Murray, Rossi clash on tax-cut renewal
Among the thorniest debates facing Congress when it returns to work next month is whether to extend the Bush-era tax cuts. It's a dispute that's echoed in Washington state's U.S. Senate race between Democratic incumbent Sen. Patty Murray and Republican challenger Dino Rossi.
Seattle Times political reporter
Among the thorniest debates facing Congress when it returns to work next month is whether to extend the Bush-era tax cuts.
It's a dispute that's echoed in Washington state's competitive U.S. Senate race between Democratic incumbent Sen. Patty Murray and Republican challenger Dino Rossi.
Both candidates largely follow their party's lead on the issue: Rossi wants all the tax cuts to remain in place for everyone. Murray says wealthy Americans can afford to pay higher taxes on their incomes and investments to help shrink the federal budget deficit.
If Congress does nothing, the 2001 and 2003 tax cuts will expire at the end of the year, returning rates to their higher 1990s levels. That's a scenario that Rossi has played up on the campaign trail.
He's pushed Murray to support permanent extension of all the tax cuts "to stop the largest tax increase in U.S. history," saying working families "can't afford to send more of their hard-earned money to Washington, D.C., to prop up the federal government's overspending."
The reality may not be so dramatic. For most Americans, federal income taxes wouldn't change under what Democrats propose.
Murray said she favors President Obama's plan to permanently extend lower tax rates for all but the wealthiest 2 to 3 percent of taxpayers — couples making more than $250,000 ($200,000 for individuals). The president has also proposed keeping in place higher tax deductions for dependent children, child-care tax credits and other tax savings largely aimed at the middle class.
The top income-tax rate would return to 39.6 percent under the president's plan, up from the current 35 percent.
In Washington state, the higher income-tax rates would apply to about 74,000 families, the top 2.9 percent of households, according to Census Bureau estimates.
While tax increases are never popular, the federal government's total taxes-and-other-revenue haul as a share of the U.S. economy is now at its lowest point since 1950, according to the nonpartisan Tax Policy Center.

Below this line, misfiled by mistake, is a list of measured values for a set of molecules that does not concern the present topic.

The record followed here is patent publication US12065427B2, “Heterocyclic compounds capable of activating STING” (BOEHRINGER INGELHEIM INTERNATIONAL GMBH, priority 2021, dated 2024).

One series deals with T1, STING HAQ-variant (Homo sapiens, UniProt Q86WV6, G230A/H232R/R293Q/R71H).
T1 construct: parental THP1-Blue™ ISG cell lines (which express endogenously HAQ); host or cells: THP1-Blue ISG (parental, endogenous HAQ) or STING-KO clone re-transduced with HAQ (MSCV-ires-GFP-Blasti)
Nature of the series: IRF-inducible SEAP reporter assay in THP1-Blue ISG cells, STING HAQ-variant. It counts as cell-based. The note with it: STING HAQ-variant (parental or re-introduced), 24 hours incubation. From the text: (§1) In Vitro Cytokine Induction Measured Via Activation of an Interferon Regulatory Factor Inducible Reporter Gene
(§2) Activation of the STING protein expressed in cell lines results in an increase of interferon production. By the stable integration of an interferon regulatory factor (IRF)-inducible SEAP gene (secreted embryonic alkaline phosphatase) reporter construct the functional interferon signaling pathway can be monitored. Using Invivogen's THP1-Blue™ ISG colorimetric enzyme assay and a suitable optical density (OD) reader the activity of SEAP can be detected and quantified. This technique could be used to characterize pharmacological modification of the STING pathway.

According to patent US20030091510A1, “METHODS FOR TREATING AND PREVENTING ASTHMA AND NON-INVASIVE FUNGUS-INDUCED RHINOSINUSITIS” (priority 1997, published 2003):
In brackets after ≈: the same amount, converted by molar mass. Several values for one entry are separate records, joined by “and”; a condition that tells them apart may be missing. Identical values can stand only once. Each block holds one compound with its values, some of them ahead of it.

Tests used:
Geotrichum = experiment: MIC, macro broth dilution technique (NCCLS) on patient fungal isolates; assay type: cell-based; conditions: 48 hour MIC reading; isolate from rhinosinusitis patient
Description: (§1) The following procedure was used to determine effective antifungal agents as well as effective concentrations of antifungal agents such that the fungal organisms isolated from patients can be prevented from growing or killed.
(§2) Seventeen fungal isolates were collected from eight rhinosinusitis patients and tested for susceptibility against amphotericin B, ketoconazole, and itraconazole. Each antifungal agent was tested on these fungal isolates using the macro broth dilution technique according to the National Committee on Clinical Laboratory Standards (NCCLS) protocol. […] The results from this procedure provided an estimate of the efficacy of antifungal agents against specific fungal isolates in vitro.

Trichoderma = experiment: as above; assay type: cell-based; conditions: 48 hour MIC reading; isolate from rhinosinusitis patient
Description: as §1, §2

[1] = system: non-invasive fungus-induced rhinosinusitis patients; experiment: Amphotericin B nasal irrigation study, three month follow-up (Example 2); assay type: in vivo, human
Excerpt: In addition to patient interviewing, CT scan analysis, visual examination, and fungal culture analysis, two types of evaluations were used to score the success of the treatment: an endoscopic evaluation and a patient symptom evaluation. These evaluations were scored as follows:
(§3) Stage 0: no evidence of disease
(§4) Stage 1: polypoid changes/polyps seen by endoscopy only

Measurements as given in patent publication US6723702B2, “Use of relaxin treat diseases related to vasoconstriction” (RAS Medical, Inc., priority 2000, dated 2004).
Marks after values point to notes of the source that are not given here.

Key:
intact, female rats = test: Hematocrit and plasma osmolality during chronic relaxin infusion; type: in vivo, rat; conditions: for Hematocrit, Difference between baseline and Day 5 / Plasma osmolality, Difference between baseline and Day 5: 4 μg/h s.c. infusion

Murray voted against the 2001 and 2003 tax cuts, calling them irresponsible gifts to the wealthiest Americans. Given the current federal budget deficits, Murray said it makes even less sense to retain lower taxes for the highest-income earners.
"That's the trickle-down theory of the past. As we know, it hasn't worked out very well," Murray said, pointing to the budget surplus of the Clinton years turning into huge budget deficits.
Murray said she is "fearful of spending a lot of money that we don't have" by extending all the Bush-era tax cuts.
Allowing the entire package of tax cuts to expire would bring an additional $3.7 trillion to the federal government over the decade, according to the Tax Policy Center.
Raising taxes on just the wealthy would bring in an additional $700 billion over that period, according to Obama administration estimates.
This year's federal budget deficit is estimated at more than $1.3 trillion. The total federal debt is $13 trillion.
Rossi argues that higher taxes — even on the wealthy — could kill jobs and slow the economy's recovery.
"Job creators need predictability so they can plan growth and expansion," he said in a statement. "As I've traveled around the state, I've heard from a number of small-business owners who have told me that the uncertainty regarding what Congress will do to extend tax relief means they are holding off on hiring workers or expanding, even though they have the means to do so."